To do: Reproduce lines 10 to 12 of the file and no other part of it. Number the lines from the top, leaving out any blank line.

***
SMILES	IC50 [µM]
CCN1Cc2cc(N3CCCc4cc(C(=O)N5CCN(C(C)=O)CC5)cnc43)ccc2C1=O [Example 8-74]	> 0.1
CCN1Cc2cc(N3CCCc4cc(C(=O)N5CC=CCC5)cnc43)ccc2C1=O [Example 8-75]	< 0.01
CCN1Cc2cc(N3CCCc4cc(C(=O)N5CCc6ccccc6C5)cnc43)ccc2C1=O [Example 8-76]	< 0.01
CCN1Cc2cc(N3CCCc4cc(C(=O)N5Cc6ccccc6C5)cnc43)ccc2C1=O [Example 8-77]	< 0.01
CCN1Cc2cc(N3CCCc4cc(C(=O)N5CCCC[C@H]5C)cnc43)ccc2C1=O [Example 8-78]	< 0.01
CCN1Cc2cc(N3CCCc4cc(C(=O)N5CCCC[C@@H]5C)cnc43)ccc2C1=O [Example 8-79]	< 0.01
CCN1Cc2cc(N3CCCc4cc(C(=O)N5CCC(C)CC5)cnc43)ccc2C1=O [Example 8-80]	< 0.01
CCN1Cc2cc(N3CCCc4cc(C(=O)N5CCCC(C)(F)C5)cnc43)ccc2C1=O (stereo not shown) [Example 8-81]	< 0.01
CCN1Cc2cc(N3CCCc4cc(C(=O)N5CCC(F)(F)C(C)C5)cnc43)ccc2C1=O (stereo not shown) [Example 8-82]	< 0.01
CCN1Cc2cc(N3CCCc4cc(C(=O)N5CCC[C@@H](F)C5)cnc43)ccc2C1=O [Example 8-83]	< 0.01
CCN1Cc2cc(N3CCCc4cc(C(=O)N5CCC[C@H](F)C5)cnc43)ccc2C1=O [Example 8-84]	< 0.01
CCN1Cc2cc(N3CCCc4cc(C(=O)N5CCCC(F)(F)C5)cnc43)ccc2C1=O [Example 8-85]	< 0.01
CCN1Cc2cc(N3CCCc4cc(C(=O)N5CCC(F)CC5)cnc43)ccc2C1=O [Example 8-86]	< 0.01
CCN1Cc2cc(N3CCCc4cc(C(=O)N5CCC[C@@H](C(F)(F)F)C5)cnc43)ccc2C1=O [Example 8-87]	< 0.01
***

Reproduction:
CCN1Cc2cc(N3CCCc4cc(C(=O)N5CCC(F)(F)C(C)C5)cnc43)ccc2C1=O (stereo not shown) [Example 8-82]	< 0.01
CCN1Cc2cc(N3CCCc4cc(C(=O)N5CCC[C@@H](F)C5)cnc43)ccc2C1=O [Example 8-83]	< 0.01
CCN1Cc2cc(N3CCCc4cc(C(=O)N5CCC[C@H](F)C5)cnc43)ccc2C1=O [Example 8-84]	< 0.01